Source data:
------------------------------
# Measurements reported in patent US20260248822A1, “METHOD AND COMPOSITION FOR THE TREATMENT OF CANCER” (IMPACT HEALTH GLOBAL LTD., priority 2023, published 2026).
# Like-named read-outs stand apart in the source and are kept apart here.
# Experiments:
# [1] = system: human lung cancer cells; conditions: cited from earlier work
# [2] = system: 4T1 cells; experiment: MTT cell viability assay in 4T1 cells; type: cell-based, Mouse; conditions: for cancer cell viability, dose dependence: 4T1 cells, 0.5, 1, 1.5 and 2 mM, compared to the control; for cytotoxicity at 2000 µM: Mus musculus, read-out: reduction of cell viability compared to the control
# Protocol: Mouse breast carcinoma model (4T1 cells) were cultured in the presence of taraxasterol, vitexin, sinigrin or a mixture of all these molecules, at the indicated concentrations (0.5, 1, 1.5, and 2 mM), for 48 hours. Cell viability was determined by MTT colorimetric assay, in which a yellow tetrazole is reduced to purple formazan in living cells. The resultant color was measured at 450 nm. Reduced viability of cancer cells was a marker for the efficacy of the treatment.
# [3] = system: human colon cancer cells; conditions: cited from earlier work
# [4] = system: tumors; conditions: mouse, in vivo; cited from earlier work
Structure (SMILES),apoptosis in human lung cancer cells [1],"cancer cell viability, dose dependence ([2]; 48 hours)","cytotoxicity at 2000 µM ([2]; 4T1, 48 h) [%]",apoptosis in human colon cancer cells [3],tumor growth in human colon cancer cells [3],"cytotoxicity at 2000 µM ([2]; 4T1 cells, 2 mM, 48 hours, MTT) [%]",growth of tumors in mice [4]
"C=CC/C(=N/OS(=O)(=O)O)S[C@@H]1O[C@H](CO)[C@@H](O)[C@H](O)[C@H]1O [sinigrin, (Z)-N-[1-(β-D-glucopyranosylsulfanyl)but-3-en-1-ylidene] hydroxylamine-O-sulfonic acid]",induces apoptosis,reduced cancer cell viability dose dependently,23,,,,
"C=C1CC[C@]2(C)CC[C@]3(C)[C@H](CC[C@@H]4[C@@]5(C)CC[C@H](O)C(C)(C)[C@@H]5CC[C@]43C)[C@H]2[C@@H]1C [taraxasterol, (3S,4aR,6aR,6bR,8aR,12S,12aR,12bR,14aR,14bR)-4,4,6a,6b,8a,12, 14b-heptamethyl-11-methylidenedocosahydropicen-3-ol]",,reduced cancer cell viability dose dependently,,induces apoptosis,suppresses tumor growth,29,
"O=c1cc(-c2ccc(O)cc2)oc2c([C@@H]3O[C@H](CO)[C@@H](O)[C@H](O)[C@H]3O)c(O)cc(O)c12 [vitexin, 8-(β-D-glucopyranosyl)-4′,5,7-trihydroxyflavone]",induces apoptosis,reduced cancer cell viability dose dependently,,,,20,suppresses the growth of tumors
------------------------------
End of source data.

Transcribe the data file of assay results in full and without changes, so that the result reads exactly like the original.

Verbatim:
# Measurements reported in patent US20260248822A1, “METHOD AND COMPOSITION FOR THE TREATMENT OF CANCER” (IMPACT HEALTH GLOBAL LTD., priority 2023, published 2026).
# Like-named read-outs stand apart in the source and are kept apart here.
# Experiments:
# [1] = system: human lung cancer cells; conditions: cited from earlier work
# [2] = system: 4T1 cells; experiment: MTT cell viability assay in 4T1 cells; type: cell-based, Mouse; conditions: for cancer cell viability, dose dependence: 4T1 cells, 0.5, 1, 1.5 and 2 mM, compared to the control; for cytotoxicity at 2000 µM: Mus musculus, read-out: reduction of cell viability compared to the control
# Protocol: Mouse breast carcinoma model (4T1 cells) were cultured in the presence of taraxasterol, vitexin, sinigrin or a mixture of all these molecules, at the indicated concentrations (0.5, 1, 1.5, and 2 mM), for 48 hours. Cell viability was determined by MTT colorimetric assay, in which a yellow tetrazole is reduced to purple formazan in living cells. The resultant color was measured at 450 nm. Reduced viability of cancer cells was a marker for the efficacy of the treatment.
# [3] = system: human colon cancer cells; conditions: cited from earlier work
# [4] = system: tumors; conditions: mouse, in vivo; cited from earlier work
Structure (SMILES),apoptosis in human lung cancer cells [1],"cancer cell viability, dose dependence ([2]; 48 hours)","cytotoxicity at 2000 µM ([2]; 4T1, 48 h) [%]",apoptosis in human colon cancer cells [3],tumor growth in human colon cancer cells [3],"cytotoxicity at 2000 µM ([2]; 4T1 cells, 2 mM, 48 hours, MTT) [%]",growth of tumors in mice [4]
"C=CC/C(=N/OS(=O)(=O)O)S[C@@H]1O[C@H](CO)[C@@H](O)[C@H](O)[C@H]1O [sinigrin, (Z)-N-[1-(β-D-glucopyranosylsulfanyl)but-3-en-1-ylidene] hydroxylamine-O-sulfonic acid]",induces apoptosis,reduced cancer cell viability dose dependently,23,,,,
"C=C1CC[C@]2(C)CC[C@]3(C)[C@H](CC[C@@H]4[C@@]5(C)CC[C@H](O)C(C)(C)[C@@H]5CC[C@]43C)[C@H]2[C@@H]1C [taraxasterol, (3S,4aR,6aR,6bR,8aR,12S,12aR,12bR,14aR,14bR)-4,4,6a,6b,8a,12, 14b-heptamethyl-11-methylidenedocosahydropicen-3-ol]",,reduced cancer cell viability dose dependently,,induces apoptosis,suppresses tumor growth,29,
"O=c1cc(-c2ccc(O)cc2)oc2c([C@@H]3O[C@H](CO)[C@@H](O)[C@H](O)[C@H]3O)c(O)cc(O)c12 [vitexin, 8-(β-D-glucopyranosyl)-4′,5,7-trihydroxyflavone]",induces apoptosis,reduced cancer cell viability dose dependently,,,,20,suppresses the growth of tumors